As part of the project to digitize volumes of The Mennonite and Gospel Herald, Lois Longenecker, a volunteer for Anabaptist Mennonite Biblical Seminary, snips threads of tightly-bound volumes so that pages could be scanned in their entirety. (AMBS photo)

Web First | Jan 13, 2016

Readers can now search online, for free, in the denominational magazines of Mennonite Church Canada’s and Mennonite Church USA’s two predecessor organizations, the Mennonite Church (MC) and the General Conference Mennonite Church (GCMC).

Within each volume of the MC Gospel Herald (1908–1998) and the GCMC The Mennonite (1885–1998), researchers can conduct a full-text search to quickly locate topics and articles.

European Anabaptist leaders release statement on refugees

Twenty-one leaders of nine European Mennonite conferences, Mennonite World Conference, and two international agencies gathered for annual meetings in France, October 2015. (MWC photo)

Web First | Jan 13, 2016

Leaders of Mennonite conferences in Europe and international guests met in Buhl, France, for their annual gathering of planning and fellowship October 23-25, 2015. The assembled leaders drafted a statement to express their concern about the refugee crisis in Europe.

Professor reflects on Mennonite hymns and their influence

Kenneth J. Nafziger

Web First | By Melodie Davis | Jan 12, 2016

Dr. Kenneth J. Nafziger, long-time and noted professor of music at Eastern Mennonite University—plus a key figure in putting together a hymnal and two song supplements—spoke at a recent breakfast meeting of the Eastern Mennonite University Anabaptist Center for Religion and Society. His topic: How our hymns influence and reflect our changing theology.

Personnel sought for Mennonite song collection

Web First | Jan 12, 2016 | 2 comments

Looking for a way to use your musical and worship talents in the new year? Want to be part of shaping what Mennonites sing?

MennoMedia, in close partnership with Mennonite Church Canada and Mennonite Church USA, began accepting applications for various committee and staff positions for a new Mennonite song collection on January 1, 2016.

Top 10 online stories in 2015

Web First | By Virginia A. Hostetler | Jan 07, 2016 | 1 comment

Stories about Mennonite identity, sexuality, politics, and music attracted visitors to the Canadian Mennonite website last year. Here are the top stories, based on the number of page views.

10.  “Being Mennonite 101” featured a young adult who uses light-hearted YouTube videos to educate people about Mennonite beliefs and culture.  About Mennonites of many nationalities and cultural backgrounds, she quips, “It’s awesome, because that just means the food keep getting better!”

St. Jacobs Mennonite celebrates 100 years in the village

Chuck Kruger (left), Larry Shantz and Marcia Shantz, play “Johnny Be Good” for the St. Jacobs Mennonite Church variety show on Nov. 14, 2015, exactly 100 years after the building was dedicated. In this version Johnny is the horse pulling the Good family buggy to the Heidelberg auction. Members of the congregational prayer shawl ministry sit behind them. (Photo by Dave Rogalsky)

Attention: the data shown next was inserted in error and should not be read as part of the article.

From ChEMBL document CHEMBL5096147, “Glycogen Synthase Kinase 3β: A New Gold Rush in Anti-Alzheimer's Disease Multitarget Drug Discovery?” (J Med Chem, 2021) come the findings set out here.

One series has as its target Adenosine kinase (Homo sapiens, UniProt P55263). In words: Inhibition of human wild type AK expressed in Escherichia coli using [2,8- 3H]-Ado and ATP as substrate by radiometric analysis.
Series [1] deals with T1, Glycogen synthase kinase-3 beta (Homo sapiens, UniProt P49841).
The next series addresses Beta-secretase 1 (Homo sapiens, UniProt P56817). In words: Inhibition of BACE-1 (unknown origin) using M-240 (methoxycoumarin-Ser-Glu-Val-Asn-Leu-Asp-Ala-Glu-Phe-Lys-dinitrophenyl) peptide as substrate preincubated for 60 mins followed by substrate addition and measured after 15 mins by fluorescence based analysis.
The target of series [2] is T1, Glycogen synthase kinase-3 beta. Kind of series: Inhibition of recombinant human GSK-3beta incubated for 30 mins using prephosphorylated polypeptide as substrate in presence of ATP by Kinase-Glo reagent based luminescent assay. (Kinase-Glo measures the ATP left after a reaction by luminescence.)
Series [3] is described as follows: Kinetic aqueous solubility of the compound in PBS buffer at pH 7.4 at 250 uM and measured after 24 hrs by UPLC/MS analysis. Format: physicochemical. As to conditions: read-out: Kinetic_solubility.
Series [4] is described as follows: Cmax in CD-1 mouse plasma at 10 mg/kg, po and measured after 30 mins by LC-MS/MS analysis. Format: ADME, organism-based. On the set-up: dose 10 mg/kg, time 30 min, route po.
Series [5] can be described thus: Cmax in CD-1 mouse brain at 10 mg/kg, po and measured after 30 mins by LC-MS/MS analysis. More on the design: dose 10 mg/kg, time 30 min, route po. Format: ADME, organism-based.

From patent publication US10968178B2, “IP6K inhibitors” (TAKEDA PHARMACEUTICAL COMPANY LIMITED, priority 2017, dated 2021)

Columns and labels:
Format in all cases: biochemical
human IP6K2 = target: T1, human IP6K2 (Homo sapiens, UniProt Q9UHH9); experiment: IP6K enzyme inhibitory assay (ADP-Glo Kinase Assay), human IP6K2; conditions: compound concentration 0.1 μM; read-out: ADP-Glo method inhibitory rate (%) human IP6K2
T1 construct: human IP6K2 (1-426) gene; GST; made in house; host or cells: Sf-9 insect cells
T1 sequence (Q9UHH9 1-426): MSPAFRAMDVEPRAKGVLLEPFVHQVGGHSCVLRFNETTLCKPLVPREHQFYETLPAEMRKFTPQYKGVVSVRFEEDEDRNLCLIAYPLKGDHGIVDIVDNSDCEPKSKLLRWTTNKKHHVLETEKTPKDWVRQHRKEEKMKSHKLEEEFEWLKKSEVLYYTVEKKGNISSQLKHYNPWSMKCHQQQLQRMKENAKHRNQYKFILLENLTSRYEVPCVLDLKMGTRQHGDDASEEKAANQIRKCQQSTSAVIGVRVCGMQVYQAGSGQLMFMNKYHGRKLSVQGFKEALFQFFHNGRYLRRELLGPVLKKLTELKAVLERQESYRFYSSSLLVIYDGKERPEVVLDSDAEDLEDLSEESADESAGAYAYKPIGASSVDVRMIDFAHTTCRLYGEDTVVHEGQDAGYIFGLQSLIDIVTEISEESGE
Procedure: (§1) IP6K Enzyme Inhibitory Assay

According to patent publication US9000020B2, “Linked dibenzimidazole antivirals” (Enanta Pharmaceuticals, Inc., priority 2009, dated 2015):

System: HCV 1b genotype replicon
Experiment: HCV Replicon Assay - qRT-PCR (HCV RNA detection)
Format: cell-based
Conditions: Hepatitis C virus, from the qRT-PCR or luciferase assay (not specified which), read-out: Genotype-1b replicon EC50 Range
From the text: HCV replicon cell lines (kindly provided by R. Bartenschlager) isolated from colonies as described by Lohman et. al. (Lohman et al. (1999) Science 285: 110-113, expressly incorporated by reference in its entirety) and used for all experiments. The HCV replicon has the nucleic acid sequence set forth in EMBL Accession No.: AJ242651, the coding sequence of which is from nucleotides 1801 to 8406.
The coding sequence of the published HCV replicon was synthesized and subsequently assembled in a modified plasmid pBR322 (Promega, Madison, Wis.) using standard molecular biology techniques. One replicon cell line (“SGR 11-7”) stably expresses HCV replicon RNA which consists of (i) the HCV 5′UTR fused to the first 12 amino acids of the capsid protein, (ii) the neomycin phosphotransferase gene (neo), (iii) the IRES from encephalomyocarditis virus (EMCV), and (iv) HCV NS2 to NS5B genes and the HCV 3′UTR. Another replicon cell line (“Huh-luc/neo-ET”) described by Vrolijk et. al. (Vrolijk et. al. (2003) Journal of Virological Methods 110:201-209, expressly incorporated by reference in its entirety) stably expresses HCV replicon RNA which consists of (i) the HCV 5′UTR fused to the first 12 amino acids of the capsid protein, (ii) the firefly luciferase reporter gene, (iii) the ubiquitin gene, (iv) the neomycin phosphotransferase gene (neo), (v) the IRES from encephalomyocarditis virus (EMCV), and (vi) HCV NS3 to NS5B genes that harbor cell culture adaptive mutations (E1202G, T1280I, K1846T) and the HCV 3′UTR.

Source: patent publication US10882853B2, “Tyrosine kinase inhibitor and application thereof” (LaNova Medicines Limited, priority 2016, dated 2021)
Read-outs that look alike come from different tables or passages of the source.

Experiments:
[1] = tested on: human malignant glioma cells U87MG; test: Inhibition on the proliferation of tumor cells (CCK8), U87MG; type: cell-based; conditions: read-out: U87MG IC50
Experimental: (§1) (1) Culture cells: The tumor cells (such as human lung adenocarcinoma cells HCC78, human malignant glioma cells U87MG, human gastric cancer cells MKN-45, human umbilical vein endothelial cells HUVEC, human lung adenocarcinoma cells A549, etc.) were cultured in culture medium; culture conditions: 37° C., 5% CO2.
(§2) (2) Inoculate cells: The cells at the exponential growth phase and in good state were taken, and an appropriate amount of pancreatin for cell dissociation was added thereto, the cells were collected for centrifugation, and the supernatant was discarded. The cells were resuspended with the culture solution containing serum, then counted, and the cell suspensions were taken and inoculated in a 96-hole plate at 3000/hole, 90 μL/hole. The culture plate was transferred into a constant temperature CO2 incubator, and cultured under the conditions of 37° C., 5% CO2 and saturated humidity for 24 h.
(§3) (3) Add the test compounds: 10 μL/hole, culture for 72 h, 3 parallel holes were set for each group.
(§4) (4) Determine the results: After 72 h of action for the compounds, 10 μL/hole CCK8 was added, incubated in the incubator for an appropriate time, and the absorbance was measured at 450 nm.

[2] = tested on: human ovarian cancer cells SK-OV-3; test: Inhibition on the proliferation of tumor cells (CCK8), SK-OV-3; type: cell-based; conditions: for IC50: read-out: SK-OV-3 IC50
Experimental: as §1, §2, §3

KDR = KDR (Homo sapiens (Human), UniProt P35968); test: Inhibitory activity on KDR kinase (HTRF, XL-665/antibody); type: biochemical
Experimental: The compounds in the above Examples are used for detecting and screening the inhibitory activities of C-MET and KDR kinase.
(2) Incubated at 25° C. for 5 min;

Web First | By Dave Rogalsky | Jan 07, 2016

In 1915, in the midst of the First World War, the Swiss Mennonite congregation that had been meeting at the Conestoga Meetinghouse moved to the village of St. Jacobs. Founded in 1834, the congregation had been meeting in a simple structure at 2035 Three Bridges Road, where St. Jacobs Mennonite Church still maintains a cemetery.

Loving life, befriending death

Paul Chamberlain gave the keynote address, “Getting a Handle on Ethics,” at the Canadian Mennonite Health Assembly 2015 conference.

Web First | By Sherri Martin-Carman | Jan 06, 2016 | 4 comments

“The ability to keep people alive longer has created new ethical questions around deciding to die. This has, in ways, driven the conversation around euthanasia and assisted suicide.”

Paul Chamberlain spoke these words in his opening address at the Canadian Mennonite Health Assembly, which met in Waterloo in October 2015.

Anabaptist schools, Scripture and spiritual awakening

Sara Wenger Shenk, president of Anabaptist Mennonite Biblical Seminary, reflects on the most urgent work for Anabaptist Mennonite schools in these troubled times. (Photo by Jason Bryant)

Web First | By Sara Wenger Shenk | Dec 21, 2015

In late September 2015, many of us were enthralled by a rare celestial display: a super moon in total eclipse, also known as a blood moon because of its reddish glow—clearly a reference to the apocalyptic vision from Revelation 6.

I talked about the blood moon on the phone with my 93-year-old mother, who said, “Oh Sara, I remember a night in Ethiopia, when you were a little girl. The night watchman woke us all in a panic, banging on our bedroom window, crying: “The moon burned up! The moon burned up!”

MDS project directors deeply rooted in service

Canadians Peter and Susan Thiessen bring a tradition of service and years of experience to their current roles with Mennonite Disaster Service. (Mennonite Disaster Service photo)

Web First | By Susan Kim | Dec 21, 2015

When Peter Thiessen was a teenager, one of his neighbors, a farmer, was injured so badly he couldn’t do the harvest. “It was Halloween night,” recalled Peter, “and my father got all the guys in the community together, and we worked for that farmer all through the night.”

As he was growing up in Manitoba, Peter’s family and his neighbors consistently showed him what it meant to live a life that was focused on helping others.